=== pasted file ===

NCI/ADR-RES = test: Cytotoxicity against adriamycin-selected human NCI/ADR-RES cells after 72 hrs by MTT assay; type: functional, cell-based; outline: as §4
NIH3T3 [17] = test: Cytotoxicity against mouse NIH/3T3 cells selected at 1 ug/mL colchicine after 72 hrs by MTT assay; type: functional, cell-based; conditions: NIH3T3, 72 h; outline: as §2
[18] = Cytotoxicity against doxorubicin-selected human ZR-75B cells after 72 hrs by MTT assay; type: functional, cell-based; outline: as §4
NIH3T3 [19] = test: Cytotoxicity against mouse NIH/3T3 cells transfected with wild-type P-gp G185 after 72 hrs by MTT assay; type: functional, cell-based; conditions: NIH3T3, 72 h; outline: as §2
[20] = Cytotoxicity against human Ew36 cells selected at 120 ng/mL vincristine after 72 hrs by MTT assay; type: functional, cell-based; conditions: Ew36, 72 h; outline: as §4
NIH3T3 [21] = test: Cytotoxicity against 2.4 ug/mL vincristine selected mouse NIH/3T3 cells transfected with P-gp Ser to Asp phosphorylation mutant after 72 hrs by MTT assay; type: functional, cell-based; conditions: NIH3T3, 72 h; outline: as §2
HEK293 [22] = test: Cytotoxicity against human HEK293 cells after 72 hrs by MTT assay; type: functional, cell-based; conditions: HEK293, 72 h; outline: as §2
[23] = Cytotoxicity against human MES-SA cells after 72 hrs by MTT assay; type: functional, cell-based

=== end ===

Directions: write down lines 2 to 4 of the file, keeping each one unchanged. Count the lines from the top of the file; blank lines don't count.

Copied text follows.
NIH3T3 [17] = test: Cytotoxicity against mouse NIH/3T3 cells selected at 1 ug/mL colchicine after 72 hrs by MTT assay; type: functional, cell-based; conditions: NIH3T3, 72 h; outline: as §2
[18] = Cytotoxicity against doxorubicin-selected human ZR-75B cells after 72 hrs by MTT assay; type: functional, cell-based; outline: as §4
NIH3T3 [19] = test: Cytotoxicity against mouse NIH/3T3 cells transfected with wild-type P-gp G185 after 72 hrs by MTT assay; type: functional, cell-based; conditions: NIH3T3, 72 h; outline: as §2